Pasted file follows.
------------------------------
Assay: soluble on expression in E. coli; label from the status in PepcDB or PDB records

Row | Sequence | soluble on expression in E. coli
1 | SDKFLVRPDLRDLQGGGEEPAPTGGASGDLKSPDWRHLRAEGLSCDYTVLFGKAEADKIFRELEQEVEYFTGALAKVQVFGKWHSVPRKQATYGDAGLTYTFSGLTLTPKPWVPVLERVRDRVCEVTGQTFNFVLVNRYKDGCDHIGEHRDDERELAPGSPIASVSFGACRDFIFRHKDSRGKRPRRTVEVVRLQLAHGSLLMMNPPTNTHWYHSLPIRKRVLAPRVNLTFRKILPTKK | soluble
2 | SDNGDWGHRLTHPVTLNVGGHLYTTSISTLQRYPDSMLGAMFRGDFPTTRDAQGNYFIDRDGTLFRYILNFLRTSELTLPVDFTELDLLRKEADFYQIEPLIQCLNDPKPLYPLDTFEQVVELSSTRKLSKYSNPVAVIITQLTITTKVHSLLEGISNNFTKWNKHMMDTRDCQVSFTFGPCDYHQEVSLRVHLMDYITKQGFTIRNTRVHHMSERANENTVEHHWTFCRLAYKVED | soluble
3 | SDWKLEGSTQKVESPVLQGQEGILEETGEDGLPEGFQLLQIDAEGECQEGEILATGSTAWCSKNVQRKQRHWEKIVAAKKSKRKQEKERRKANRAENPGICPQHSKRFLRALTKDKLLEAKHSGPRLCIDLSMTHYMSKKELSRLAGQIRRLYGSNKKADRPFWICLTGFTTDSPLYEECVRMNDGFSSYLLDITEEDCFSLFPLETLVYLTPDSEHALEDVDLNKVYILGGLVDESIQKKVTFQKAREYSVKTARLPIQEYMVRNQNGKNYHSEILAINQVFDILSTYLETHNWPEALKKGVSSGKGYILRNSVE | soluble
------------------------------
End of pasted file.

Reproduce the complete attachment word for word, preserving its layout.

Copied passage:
Assay: soluble on expression in E. coli; label from the status in PepcDB or PDB records

Row | Sequence | soluble on expression in E. coli
1 | SDKFLVRPDLRDLQGGGEEPAPTGGASGDLKSPDWRHLRAEGLSCDYTVLFGKAEADKIFRELEQEVEYFTGALAKVQVFGKWHSVPRKQATYGDAGLTYTFSGLTLTPKPWVPVLERVRDRVCEVTGQTFNFVLVNRYKDGCDHIGEHRDDERELAPGSPIASVSFGACRDFIFRHKDSRGKRPRRTVEVVRLQLAHGSLLMMNPPTNTHWYHSLPIRKRVLAPRVNLTFRKILPTKK | soluble
2 | SDNGDWGHRLTHPVTLNVGGHLYTTSISTLQRYPDSMLGAMFRGDFPTTRDAQGNYFIDRDGTLFRYILNFLRTSELTLPVDFTELDLLRKEADFYQIEPLIQCLNDPKPLYPLDTFEQVVELSSTRKLSKYSNPVAVIITQLTITTKVHSLLEGISNNFTKWNKHMMDTRDCQVSFTFGPCDYHQEVSLRVHLMDYITKQGFTIRNTRVHHMSERANENTVEHHWTFCRLAYKVED | soluble
3 | SDWKLEGSTQKVESPVLQGQEGILEETGEDGLPEGFQLLQIDAEGECQEGEILATGSTAWCSKNVQRKQRHWEKIVAAKKSKRKQEKERRKANRAENPGICPQHSKRFLRALTKDKLLEAKHSGPRLCIDLSMTHYMSKKELSRLAGQIRRLYGSNKKADRPFWICLTGFTTDSPLYEECVRMNDGFSSYLLDITEEDCFSLFPLETLVYLTPDSEHALEDVDLNKVYILGGLVDESIQKKVTFQKAREYSVKTARLPIQEYMVRNQNGKNYHSEILAINQVFDILSTYLETHNWPEALKKGVSSGKGYILRNSVE | soluble